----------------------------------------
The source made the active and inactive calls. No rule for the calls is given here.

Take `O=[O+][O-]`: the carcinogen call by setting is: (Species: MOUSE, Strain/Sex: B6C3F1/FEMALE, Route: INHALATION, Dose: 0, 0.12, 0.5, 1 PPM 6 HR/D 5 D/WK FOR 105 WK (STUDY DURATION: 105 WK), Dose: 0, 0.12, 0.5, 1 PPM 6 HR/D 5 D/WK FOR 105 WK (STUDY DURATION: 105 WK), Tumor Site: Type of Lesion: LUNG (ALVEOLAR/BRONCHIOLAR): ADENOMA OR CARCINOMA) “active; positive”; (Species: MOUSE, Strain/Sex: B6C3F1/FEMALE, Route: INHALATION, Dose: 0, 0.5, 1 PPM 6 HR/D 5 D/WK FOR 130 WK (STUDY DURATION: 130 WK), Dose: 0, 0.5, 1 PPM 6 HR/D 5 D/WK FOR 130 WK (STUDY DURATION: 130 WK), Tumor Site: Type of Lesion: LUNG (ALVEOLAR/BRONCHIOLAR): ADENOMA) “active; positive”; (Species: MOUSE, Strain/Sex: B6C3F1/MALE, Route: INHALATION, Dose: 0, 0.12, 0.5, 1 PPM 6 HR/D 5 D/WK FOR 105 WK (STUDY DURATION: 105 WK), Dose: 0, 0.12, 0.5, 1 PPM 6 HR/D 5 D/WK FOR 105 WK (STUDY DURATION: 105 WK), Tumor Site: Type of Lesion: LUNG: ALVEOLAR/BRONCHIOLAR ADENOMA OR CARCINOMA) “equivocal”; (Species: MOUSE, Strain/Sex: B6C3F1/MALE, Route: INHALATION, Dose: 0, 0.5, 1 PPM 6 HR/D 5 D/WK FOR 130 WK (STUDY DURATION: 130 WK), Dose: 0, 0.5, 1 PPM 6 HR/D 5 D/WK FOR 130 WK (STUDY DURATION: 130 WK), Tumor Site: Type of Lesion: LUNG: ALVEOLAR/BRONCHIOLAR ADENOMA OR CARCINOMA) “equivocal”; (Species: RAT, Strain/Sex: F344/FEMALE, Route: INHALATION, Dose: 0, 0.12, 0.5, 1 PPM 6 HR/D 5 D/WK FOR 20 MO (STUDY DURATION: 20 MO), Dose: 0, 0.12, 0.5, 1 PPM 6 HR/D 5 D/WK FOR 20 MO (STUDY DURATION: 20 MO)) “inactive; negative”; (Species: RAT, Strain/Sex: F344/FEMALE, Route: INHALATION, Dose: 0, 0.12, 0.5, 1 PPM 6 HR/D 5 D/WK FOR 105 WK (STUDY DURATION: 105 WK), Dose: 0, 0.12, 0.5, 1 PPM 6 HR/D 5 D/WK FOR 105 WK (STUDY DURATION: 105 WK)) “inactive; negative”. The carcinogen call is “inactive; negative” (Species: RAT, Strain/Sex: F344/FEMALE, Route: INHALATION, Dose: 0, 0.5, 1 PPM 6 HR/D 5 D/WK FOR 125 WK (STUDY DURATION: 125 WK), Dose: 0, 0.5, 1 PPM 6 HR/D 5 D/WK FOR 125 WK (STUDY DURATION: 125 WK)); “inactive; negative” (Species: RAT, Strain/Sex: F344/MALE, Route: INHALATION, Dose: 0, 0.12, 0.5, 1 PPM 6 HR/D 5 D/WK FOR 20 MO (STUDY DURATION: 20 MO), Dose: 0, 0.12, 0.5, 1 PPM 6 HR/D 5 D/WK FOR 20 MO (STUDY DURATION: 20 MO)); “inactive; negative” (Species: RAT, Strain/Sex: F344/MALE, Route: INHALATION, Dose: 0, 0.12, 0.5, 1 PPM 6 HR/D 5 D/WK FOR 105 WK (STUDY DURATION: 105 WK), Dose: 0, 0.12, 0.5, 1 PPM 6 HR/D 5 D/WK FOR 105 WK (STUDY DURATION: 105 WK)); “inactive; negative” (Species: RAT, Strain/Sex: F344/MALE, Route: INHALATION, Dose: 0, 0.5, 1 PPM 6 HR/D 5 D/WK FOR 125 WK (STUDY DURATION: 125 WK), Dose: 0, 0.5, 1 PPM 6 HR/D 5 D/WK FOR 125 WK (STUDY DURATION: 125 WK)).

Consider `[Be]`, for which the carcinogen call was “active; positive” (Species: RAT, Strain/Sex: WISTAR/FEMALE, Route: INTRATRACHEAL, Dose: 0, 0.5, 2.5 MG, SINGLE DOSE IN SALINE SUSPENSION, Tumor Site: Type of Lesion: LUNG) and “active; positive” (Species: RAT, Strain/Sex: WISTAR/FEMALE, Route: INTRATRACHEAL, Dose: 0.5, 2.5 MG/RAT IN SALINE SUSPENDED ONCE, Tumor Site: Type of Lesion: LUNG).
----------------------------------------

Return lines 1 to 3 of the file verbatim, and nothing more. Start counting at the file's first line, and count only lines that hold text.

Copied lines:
The source made the active and inactive calls. No rule for the calls is given here.

Take `O=[O+][O-]`: the carcinogen call by setting is: (Species: MOUSE, Strain/Sex: B6C3F1/FEMALE, Route: INHALATION, Dose: 0, 0.12, 0.5, 1 PPM 6 HR/D 5 D/WK FOR 105 WK (STUDY DURATION: 105 WK), Dose: 0, 0.12, 0.5, 1 PPM 6 HR/D 5 D/WK FOR 105 WK (STUDY DURATION: 105 WK), Tumor Site: Type of Lesion: LUNG (ALVEOLAR/BRONCHIOLAR): ADENOMA OR CARCINOMA) “active; positive”; (Species: MOUSE, Strain/Sex: B6C3F1/FEMALE, Route: INHALATION, Dose: 0, 0.5, 1 PPM 6 HR/D 5 D/WK FOR 130 WK (STUDY DURATION: 130 WK), Dose: 0, 0.5, 1 PPM 6 HR/D 5 D/WK FOR 130 WK (STUDY DURATION: 130 WK), Tumor Site: Type of Lesion: LUNG (ALVEOLAR/BRONCHIOLAR): ADENOMA) “active; positive”; (Species: MOUSE, Strain/Sex: B6C3F1/MALE, Route: INHALATION, Dose: 0, 0.12, 0.5, 1 PPM 6 HR/D 5 D/WK FOR 105 WK (STUDY DURATION: 105 WK), Dose: 0, 0.12, 0.5, 1 PPM 6 HR/D 5 D/WK FOR 105 WK (STUDY DURATION: 105 WK), Tumor Site: Type of Lesion: LUNG: ALVEOLAR/BRONCHIOLAR ADENOMA OR CARCINOMA) “equivocal”; (Species: MOUSE, Strain/Sex: B6C3F1/MALE, Route: INHALATION, Dose: 0, 0.5, 1 PPM 6 HR/D 5 D/WK FOR 130 WK (STUDY DURATION: 130 WK), Dose: 0, 0.5, 1 PPM 6 HR/D 5 D/WK FOR 130 WK (STUDY DURATION: 130 WK), Tumor Site: Type of Lesion: LUNG: ALVEOLAR/BRONCHIOLAR ADENOMA OR CARCINOMA) “equivocal”; (Species: RAT, Strain/Sex: F344/FEMALE, Route: INHALATION, Dose: 0, 0.12, 0.5, 1 PPM 6 HR/D 5 D/WK FOR 20 MO (STUDY DURATION: 20 MO), Dose: 0, 0.12, 0.5, 1 PPM 6 HR/D 5 D/WK FOR 20 MO (STUDY DURATION: 20 MO)) “inactive; negative”; (Species: RAT, Strain/Sex: F344/FEMALE, Route: INHALATION, Dose: 0, 0.12, 0.5, 1 PPM 6 HR/D 5 D/WK FOR 105 WK (STUDY DURATION: 105 WK), Dose: 0, 0.12, 0.5, 1 PPM 6 HR/D 5 D/WK FOR 105 WK (STUDY DURATION: 105 WK)) “inactive; negative”. The carcinogen call is “inactive; negative” (Species: RAT, Strain/Sex: F344/FEMALE, Route: INHALATION, Dose: 0, 0.5, 1 PPM 6 HR/D 5 D/WK FOR 125 WK (STUDY DURATION: 125 WK), Dose: 0, 0.5, 1 PPM 6 HR/D 5 D/WK FOR 125 WK (STUDY DURATION: 125 WK)); “inactive; negative” (Species: RAT, Strain/Sex: F344/MALE, Route: INHALATION, Dose: 0, 0.12, 0.5, 1 PPM 6 HR/D 5 D/WK FOR 20 MO (STUDY DURATION: 20 MO), Dose: 0, 0.12, 0.5, 1 PPM 6 HR/D 5 D/WK FOR 20 MO (STUDY DURATION: 20 MO)); “inactive; negative” (Species: RAT, Strain/Sex: F344/MALE, Route: INHALATION, Dose: 0, 0.12, 0.5, 1 PPM 6 HR/D 5 D/WK FOR 105 WK (STUDY DURATION: 105 WK), Dose: 0, 0.12, 0.5, 1 PPM 6 HR/D 5 D/WK FOR 105 WK (STUDY DURATION: 105 WK)); “inactive; negative” (Species: RAT, Strain/Sex: F344/MALE, Route: INHALATION, Dose: 0, 0.5, 1 PPM 6 HR/D 5 D/WK FOR 125 WK (STUDY DURATION: 125 WK), Dose: 0, 0.5, 1 PPM 6 HR/D 5 D/WK FOR 125 WK (STUDY DURATION: 125 WK)).

Consider `[Be]`, for which the carcinogen call was “active; positive” (Species: RAT, Strain/Sex: WISTAR/FEMALE, Route: INTRATRACHEAL, Dose: 0, 0.5, 2.5 MG, SINGLE DOSE IN SALINE SUSPENSION, Tumor Site: Type of Lesion: LUNG) and “active; positive” (Species: RAT, Strain/Sex: WISTAR/FEMALE, Route: INTRATRACHEAL, Dose: 0.5, 2.5 MG/RAT IN SALINE SUSPENDED ONCE, Tumor Site: Type of Lesion: LUNG).